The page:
Wait Wait...Don't Tell Me!

Limericks

Carl reads three news-related limericks: A Hairy Situation, Come Fly With My Kids and A Bird In Need Of A Birdbath.

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PETER SAGAL, HOST:

Coming up, it's Lightning Fill in the Blank. But first, it's the game where you have to listen for the rhyme. If you'd like to play on air, call or leave a message at 1-888-Wait-Wait, that's 1-888-924-8924.

Or you can click the contact us link on our website, waitwait.npr.org. There you can find out about attending our weekly live shows back at the Chase Bank Auditorium in Chicago, and you can check out the latest "How to do Everything" podcast. This week: Mike and Ian tell you how to dye your favorite large body of water green for St. Patty's Day.

Hi, you're on WAIT WAIT...DON'T TELL ME!

STEVE SHELDON: Hi, Peter, this is Steve Sheldon from Roseburg, Oregon.

SAGAL: Hey, where's Roseburg? I don't know it.

SHELDON: About 70 miles south of Eugene.

SAGAL: OK. And what do you do there?

SHELDON: I'm an elementary school teacher.

SAGAL: That is tough work.

(SOUNDBITE OF APPLAUSE)

SAGAL: That is tough work.

SHELDON: It's great.

SAGAL: Because it's rewarding?

SHELDON: Yeah, it's a great job.

SAGAL: Fifth grade, actually fifth grade is a good time. That's just before they start to go insane.

SHELDON: It really is.

SAGAL: I know.

SHELDON: As a matter of fact, we're in the middle of a human development unit, so I'm beginning to see the signs of the insanity.

SAGAL: The signs of the madness.

(SOUNDBITE OF LAUGHTER)

SAGAL: Well, welcome to the show, Steve. Now, Carl Kasell is going to read for you three news-related limericks with the last word or phrase missing from each. If you can fill in that last word or phrase correctly on two of the limericks, you'll be a winner. Here's your first limerick.

CARL KASELL: In bikinis, I'm posing for just cash. Now the picture's use might make my trust crash. They zoomed on my face, on that lips-to-nose space. The feature they show is my?

SHELDON: Mustache.

SAGAL: Mustache, yes.

(SOUNDBITE OF BELL)

(SOUNDBITE OF APPLAUSE)

SAGAL: So you're an aspiring fashion model. You finally land a big job. You go in for the shoot and six years later you find out that you are the face of the Sally Hansen brand of mustache bleach cream.

(SOUNDBITE OF LAUGHTER)

CHARLIE PIERCE: Oh god.

SAGAL: This week, that classic good news/hairy news scenario came true for a model named Maria Asenova. She really should have known something was up at the time of the shoot when the photographer was like great, great honey, give me sexy, come on, give me happy. OK, give me Wilford Brimley, come on.

(SOUNDBITE OF LAUGHTER)

SAGAL: Here is your next limerick.

KASELL: Crying babies on planes are uncanny, can't be stowed in an overhead cranny. When everyone's stressed, we'll help fix the mess. We'll hook you folks up with a?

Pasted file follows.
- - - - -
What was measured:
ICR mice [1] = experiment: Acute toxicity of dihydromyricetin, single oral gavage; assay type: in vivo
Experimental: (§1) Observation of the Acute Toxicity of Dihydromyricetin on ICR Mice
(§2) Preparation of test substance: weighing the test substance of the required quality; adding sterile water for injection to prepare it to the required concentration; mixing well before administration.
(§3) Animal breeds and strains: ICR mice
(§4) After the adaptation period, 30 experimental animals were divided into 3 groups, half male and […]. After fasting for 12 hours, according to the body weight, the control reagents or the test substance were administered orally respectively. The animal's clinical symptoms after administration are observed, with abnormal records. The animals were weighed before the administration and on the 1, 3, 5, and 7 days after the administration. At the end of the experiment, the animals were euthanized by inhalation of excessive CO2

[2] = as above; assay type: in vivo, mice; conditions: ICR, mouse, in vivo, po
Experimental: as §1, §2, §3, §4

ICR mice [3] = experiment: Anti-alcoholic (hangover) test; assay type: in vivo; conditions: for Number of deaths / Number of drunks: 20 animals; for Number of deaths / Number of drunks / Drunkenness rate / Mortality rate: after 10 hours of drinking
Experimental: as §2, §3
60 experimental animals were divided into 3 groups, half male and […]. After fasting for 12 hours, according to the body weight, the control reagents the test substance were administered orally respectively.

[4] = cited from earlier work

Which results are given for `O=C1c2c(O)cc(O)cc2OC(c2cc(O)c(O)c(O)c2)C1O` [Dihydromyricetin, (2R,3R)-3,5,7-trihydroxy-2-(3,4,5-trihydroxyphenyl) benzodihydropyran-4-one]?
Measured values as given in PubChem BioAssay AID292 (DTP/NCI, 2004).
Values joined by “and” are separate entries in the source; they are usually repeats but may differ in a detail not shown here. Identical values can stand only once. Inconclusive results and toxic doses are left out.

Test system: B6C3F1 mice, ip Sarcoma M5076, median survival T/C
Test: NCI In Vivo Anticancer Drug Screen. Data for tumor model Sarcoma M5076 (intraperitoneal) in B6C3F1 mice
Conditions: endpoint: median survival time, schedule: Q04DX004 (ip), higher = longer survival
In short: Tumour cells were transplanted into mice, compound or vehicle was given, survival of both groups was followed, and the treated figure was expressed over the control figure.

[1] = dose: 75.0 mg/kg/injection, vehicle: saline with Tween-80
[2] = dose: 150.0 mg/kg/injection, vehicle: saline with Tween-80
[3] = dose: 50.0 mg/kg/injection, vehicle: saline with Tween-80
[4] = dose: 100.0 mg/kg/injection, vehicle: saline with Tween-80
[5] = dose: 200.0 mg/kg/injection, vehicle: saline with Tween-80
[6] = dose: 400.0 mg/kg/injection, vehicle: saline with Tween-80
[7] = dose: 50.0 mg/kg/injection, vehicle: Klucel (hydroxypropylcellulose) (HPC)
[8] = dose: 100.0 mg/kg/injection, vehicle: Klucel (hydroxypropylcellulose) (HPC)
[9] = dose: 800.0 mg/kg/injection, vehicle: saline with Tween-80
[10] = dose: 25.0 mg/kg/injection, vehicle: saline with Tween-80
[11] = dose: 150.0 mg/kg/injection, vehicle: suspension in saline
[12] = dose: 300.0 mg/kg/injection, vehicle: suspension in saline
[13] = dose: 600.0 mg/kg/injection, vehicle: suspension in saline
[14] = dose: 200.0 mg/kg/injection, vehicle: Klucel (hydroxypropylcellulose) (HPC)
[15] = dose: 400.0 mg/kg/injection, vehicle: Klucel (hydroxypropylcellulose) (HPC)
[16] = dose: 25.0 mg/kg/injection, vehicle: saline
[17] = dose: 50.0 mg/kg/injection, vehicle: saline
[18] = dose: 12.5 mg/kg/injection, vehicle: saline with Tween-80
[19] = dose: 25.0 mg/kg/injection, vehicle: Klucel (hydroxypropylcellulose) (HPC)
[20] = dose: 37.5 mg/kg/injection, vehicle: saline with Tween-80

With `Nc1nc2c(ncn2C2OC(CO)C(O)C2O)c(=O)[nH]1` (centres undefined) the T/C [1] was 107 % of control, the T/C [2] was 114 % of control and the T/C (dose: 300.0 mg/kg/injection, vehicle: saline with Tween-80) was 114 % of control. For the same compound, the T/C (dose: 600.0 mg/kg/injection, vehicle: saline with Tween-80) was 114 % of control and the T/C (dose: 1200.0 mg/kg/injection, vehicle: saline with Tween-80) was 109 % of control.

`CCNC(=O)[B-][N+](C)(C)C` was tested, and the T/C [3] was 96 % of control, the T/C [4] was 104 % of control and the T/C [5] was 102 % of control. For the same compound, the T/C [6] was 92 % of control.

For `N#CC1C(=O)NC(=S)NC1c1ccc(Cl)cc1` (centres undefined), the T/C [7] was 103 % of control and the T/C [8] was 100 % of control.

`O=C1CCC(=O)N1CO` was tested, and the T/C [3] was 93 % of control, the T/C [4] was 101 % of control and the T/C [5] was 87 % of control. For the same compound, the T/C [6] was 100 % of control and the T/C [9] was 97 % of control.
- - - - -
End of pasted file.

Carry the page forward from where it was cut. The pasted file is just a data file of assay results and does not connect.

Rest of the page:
SHELDON: Nanny.

SAGAL: Yes.

(SOUNDBITE OF BELL)

(SOUNDBITE OF APPLAUSE)

SAGAL: The one exception to the unconditional love that we parents show our children is, of course, when we have to fly with them. That's why there is now a service called Nanny in the Clouds. It's a new company and it's the worst job in the world.

(SOUNDBITE OF LAUGHTER)

SAGAL: For a plane ticket and just $20 an hour, your nanny will sit with your screaming children on the plane while you sit several rows away, telling everyone around you, "my god, I'm never having kids."

(SOUNDBITE OF LAUGHTER)

(SOUNDBITE OF APPLAUSE)

SAGAL: I would do that so quickly, there is no amount of money. Here is your last limerick.

KASELL: On my chick, the hawk swoops like a comet, so some reflux from mom will embalm it. For hawks stay away from bird stomach spray, they won't eat a chick drenched in?

SHELDON: I thought one of the words was vomit. Is vomit the answer?

SAGAL: Vomit is the answer, yes.

(SOUNDBITE OF BELL)

(SOUNDBITE OF APPLAUSE)

SAGAL: Vomit is, as it is so often the answer.

(SOUNDBITE OF LAUGHTER)

SAGAL: An amazing discovery this week from the world of ornithology. One little bird, the Eurasian roller vomit bird, has evolved the ability to protect itself from predators by suddenly vomiting upon itself, making itself unappetizing.

It's useful, but still you imagine the bird at the bird convention. The peacocks like, say, "well I've got this fantastic plume of feathers to attract mates." And the mockingbird is like "well, I'm really good at singing." And they look at the little Eurasian roller vomit bird and they say "So, what do you do?"

(SOUNDBITE OF LAUGHTER)

SAGAL: Carl, how did Steve do?

KASELL: Steve, you had three correct answers, so you win our prize.

SAGAL: Well done.

(SOUNDBITE OF APPLAUSE)

SAGAL: Thank you, Steve. Thanks so much for playing.

SHELDON: You're welcome.

(SOUNDBITE OF MUSIC)

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